Yin Sian’s system has evolved to grow unique plant species in the tropics. “I am now pushing the boundaries by growing larger plants like brinjal, ladies’ fingers and tomatoes. And even larger fruit trees like papayas and mulberries.” Photo by Gemma Koh.

“In Genesis 2:5, the Lord God had not sent rain on the earth, but instead, streams of water came up from the earth and watered the whole surface. It sounds exactly like what we do in aquaponics. In fact, up until God caused the world to flood during Noah’s time, rain had not fallen on earth. Plants were watered by streams coming up from the earth.

“Although the initial amount of water to fill the fish tank may seem a lot, this water is recycled. Experts have quantified that aquaponics uses almost 90% less water than traditional farming where water is sprayed over the plants. Most of that water is soaked into the ground beyond the reach of the roots. We can no longer afford to use water this way.”

A garden for cities 

In land scarce Singapore, aquaponics is an excellent method to produce food wherever you have some space, sunlight, electricity and a convenient water supply, says Wee.

“Even in home apartments where sunlight is insufficient, you could use artificial illumination.”

But sunlight is the best, since it is readily available, says Wee who also reminds: “In the beginning, God created light. And on the third day, God created plants of all kinds. Yet, it was only on the fourth day, God created the greater light (the sun) to rule the day and the lesser light (the moon) to govern the night.” (Genesis 1:16).

“So for one whole day, the plants survived without sunlight.”

“We are farmers or, you could say, gardeners. We were made to till the ground and tend to the plants and trees.”

This method is scalable. So if you start with a small unit, you can enlarge it. Or create a few more small ones to connect into a larger system. You could also build larger systems as you go along. The raised beds sit on top of a concrete floor that would otherwise be vacant. It can be removed to another place if need be. 

“Aquaponics is an ideal way to bring fresh vegetables into an urban setting where it is needed. It is estimated that there will be more people living in urban cities than in rural areas by 2030. There will be more crowding into tight spaces. Younger people are attracted to cities, leaving the not-so-young in the rural areas where the traditional farms are. 

“It doesn’t take more than 40 steps to bring your harvest to your table. Besides lowering our carbon footprint, it helps to ease the logistics of bringing in food from all over the world.

“And with aquaponics, we not only have vegetables, we have fish protein too! Two-in-one.”

Taking root

Planting aside, Wee has also had cookouts with improvised stoves made from simple, everyday items such as milk tins and hollow blocks.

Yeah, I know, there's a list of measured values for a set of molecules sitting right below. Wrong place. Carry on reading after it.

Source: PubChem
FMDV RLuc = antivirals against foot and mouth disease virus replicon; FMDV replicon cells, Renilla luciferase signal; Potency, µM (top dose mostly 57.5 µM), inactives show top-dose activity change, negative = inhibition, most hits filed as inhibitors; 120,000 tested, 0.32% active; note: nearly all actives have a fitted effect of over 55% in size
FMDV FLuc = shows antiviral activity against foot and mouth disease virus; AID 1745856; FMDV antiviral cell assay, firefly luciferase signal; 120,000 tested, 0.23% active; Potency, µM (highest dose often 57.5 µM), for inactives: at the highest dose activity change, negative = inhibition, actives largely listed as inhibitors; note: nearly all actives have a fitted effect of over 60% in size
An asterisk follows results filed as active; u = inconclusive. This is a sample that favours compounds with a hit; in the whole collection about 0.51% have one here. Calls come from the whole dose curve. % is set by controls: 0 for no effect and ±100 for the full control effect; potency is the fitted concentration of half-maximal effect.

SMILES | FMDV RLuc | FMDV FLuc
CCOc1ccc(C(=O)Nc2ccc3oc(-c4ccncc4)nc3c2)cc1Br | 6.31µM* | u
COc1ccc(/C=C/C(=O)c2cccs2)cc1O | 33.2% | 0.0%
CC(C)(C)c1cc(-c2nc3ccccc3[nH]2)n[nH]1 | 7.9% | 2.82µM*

Improvised stove made by repurposing discarded, everyday items. “Google ‘jet stove’ on YouTube and you should see a good variety of samples,” says Yin Sian. Photo by Gemma Koh.

“In emergencies such as the tsunami of 2004, there was a great flood of debris – like fragments of wood and furniture – all over. Using this debris, one could make a stove to boil water and cook food. The broken pieces of wood could be used to fire the stove. With disinfected water to drink, the whole situation would tip in the right direction. In our last session, we started the fire in the stove by rubbing sticks and striking flints, without matches or lighters.  

“We teach this mostly to believers, who are motivated by the prophecy of the coming times. Otherwise, there is little to motivate us in times of plenty. 

“It may sound strange in this time of technological advancement to be preparing in such an old-fashioned manner.”

Wee’s vision is to “push on further to prepare us to feed the community. Some of us may be called to prepare just as Joseph prepared to feed the nation of Israel when famine was coming.”

“With what little space we may have, grow plants,” Wee urges. “If not aquaponics, then something else – microgreens, whatever. Start growing something. And like the two fishes and five loaves, we can trust the Lord to multiply it to provide for all our needs.”

Wee hopes to eventually build farms “fashioned very much like a Kibbutz” – collective communities in Israel traditionally based on agriculture – where “the community comes together to serve one another in whatever capacity they can: Farmer, cook, laundry, teacher, doctor and so on. 

“God is nurturing and is certainly involved in the ministry of feeding.”

“We are farmers or you could say gardeners,” says Wee. “We were made to till the ground and tend to the plants and trees. That is why Jesus spoke about putting our hands to the plough. It connects us with something that is our innate nature. 

He references Genesis 2:5: “After God made the earth and every plant of the field, there was not a man to till the ground.”

“This is my favourite line to counter narcissism and the belief that God loves us so much that we are the centre of the universe.”

Planting is restorative, says Wee, who also helped Salvation Army set up a therapeutic garden for the elderly.

“Young or old, we connect when we plant something and see it grow. And, like Adam, we need to reconnect with the soil, with nature, with plants and the microbes. It brings healing, it gives us a reason to look forward to tomorrow, to see if it grows.

“It feels great to harvest – plants or souls. It’s the same. It is therapy.”

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The value of food

Interested in aquaponics?

If you are interested in acquiring aquaponics skills or setting up a system, email Wee: wee@nexg.sg

About the author

Gemma Koh

Gemma has written about everything from spas to scuba diving holidays. But has a soft spot for telling the stories of lives changed, and of people making a difference. She loves the colour green, especially on overgrown trees. Gemma is Senior Writer & Copy Editor at Salt&Light.